top of page

Why the name "Mountain to Sea"?

Mountain summits and ocean depths inspire endless curiosity. The land, water, air, and people at altitudes between the summits and depths can too. Mountain to Sea is committed to inspiring learners of all ages to observe, appreciate, and build understanding of our vast natural and cultural worlda lifelong endeavor.

AnneHaywood_edited_edited.jpg

As founder and director, I'm drawn to innovative, interdisciplinary approaches to teaching and learning about Earth’s people and natural environments: the intersections of human and physical geography. Throughout my career, I've connected teaching about environments and cultures in K-12 formal and informal settings with field investigations, publishing, program development, teacher trainings, and public engagement.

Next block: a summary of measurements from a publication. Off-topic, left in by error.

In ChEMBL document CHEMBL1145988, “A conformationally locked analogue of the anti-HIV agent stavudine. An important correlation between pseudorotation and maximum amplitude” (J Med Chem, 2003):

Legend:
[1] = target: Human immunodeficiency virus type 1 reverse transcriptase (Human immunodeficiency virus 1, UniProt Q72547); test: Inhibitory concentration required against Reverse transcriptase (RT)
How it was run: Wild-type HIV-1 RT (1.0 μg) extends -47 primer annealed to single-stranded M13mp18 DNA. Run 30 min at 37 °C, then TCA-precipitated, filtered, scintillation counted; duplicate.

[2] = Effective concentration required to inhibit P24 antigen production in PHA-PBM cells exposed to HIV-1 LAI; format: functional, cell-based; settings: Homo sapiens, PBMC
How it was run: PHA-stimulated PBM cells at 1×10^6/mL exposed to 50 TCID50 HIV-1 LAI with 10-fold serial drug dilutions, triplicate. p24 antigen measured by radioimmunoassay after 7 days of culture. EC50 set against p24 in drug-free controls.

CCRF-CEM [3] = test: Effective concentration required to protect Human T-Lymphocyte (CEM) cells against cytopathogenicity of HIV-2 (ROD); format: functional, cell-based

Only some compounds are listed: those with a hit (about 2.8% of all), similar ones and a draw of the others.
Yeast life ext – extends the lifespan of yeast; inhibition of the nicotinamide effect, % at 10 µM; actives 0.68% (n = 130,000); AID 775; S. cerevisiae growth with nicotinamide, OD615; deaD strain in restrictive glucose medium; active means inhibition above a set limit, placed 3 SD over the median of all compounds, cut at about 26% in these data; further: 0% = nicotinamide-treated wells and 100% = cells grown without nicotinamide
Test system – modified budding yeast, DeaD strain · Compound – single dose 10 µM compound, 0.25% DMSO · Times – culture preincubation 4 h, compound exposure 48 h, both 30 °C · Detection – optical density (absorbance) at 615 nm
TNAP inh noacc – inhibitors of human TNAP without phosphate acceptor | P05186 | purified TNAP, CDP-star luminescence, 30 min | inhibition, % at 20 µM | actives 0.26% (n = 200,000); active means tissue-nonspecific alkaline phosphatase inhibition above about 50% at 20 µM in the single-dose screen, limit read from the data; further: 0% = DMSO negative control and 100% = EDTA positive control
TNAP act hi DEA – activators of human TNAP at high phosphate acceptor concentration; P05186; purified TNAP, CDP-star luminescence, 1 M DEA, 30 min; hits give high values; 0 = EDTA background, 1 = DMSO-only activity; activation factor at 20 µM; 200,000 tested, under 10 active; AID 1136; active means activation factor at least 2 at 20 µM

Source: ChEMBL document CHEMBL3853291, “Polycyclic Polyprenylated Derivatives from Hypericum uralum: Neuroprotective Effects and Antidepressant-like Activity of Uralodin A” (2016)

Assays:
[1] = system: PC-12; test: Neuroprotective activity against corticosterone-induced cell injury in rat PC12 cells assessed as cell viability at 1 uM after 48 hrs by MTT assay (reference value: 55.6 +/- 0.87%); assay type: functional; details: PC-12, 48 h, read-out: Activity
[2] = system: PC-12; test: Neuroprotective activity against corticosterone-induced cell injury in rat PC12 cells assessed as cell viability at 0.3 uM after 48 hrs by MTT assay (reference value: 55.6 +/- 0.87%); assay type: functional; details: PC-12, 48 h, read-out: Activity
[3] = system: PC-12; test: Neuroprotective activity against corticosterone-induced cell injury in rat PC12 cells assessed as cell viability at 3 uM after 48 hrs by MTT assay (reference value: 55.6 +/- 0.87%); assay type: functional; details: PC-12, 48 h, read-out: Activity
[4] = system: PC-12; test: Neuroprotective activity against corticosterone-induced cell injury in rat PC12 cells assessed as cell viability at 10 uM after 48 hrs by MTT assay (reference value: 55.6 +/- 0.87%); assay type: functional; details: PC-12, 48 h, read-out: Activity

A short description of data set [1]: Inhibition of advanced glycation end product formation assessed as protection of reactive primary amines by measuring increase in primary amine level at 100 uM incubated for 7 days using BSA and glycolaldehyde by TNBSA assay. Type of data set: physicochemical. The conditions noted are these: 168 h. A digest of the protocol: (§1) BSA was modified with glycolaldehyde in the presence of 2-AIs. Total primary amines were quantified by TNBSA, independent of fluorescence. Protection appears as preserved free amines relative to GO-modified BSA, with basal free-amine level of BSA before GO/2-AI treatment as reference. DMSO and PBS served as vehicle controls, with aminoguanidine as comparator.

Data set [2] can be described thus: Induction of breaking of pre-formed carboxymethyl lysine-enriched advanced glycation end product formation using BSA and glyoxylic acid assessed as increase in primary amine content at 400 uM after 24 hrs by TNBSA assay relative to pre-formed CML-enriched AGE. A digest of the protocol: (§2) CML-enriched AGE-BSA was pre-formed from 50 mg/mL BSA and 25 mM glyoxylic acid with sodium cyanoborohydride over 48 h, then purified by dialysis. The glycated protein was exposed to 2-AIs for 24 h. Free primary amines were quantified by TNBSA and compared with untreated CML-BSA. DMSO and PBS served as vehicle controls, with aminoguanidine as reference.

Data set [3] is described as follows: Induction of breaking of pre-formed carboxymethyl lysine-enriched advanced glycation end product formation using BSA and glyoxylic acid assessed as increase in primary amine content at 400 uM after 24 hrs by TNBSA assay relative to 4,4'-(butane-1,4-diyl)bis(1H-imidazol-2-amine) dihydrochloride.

In 2018 I was named a National Geographic Fellow, tasked with inspiring K-12 students and their communities to participate in citizen science, collecting and analyzing scientific data in order to help tackle challenges at local to global scales. With access to information and vast environmental and social challenges, I find it an incredibly exciting—and critical—time to work in education about our planet.

Anne Haywood,

Founder and President

  • LinkedIn

“It has been my impression that those most uncaring and prone to be dismissive of the wild lands and the magnificent biodiversity these lands still shelter are quite often the same people who have had the least personal experience with either. I think it relevant to quote the great explorer-naturalist Alexander von Humboldt on this subject, as true in his time as it is in ours: 'The most dangerous worldview is the worldview of those who have not viewed the world.'"

 

— Biologist Edward O. Wilson in Half-Earth: Our Planet's Fight for Life

Mountain Vista.jpg
bottom of page